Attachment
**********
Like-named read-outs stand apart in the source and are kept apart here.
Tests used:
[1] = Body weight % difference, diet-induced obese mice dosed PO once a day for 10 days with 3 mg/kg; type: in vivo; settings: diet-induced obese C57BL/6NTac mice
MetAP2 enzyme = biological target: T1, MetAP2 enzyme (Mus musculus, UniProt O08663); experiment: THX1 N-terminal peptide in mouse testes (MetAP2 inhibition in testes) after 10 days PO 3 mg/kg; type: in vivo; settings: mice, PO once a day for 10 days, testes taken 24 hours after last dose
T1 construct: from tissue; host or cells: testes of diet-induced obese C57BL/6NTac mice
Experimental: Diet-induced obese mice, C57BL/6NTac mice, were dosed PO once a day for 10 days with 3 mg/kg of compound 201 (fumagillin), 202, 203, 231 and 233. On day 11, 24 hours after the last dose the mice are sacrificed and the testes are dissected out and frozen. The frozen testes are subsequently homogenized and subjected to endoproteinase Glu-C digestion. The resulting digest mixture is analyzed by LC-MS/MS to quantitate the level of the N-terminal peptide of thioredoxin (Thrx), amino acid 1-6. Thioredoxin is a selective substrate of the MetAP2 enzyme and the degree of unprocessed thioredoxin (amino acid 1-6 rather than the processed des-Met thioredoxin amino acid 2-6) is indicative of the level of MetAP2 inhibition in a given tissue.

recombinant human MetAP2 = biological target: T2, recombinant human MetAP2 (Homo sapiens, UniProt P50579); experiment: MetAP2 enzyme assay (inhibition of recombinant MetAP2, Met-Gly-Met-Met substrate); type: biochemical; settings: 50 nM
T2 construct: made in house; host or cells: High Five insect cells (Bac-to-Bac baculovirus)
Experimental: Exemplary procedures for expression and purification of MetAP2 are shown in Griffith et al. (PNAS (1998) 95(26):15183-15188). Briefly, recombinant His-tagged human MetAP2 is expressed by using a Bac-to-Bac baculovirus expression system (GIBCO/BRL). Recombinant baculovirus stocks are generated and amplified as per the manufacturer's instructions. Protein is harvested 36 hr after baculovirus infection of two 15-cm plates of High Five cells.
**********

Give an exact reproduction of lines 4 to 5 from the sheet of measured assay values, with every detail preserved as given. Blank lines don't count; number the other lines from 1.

MetAP2 enzyme = biological target: T1, MetAP2 enzyme (Mus musculus, UniProt O08663); experiment: THX1 N-terminal peptide in mouse testes (MetAP2 inhibition in testes) after 10 days PO 3 mg/kg; type: in vivo; settings: mice, PO once a day for 10 days, testes taken 24 hours after last dose
T1 construct: from tissue; host or cells: testes of diet-induced obese C57BL/6NTac mice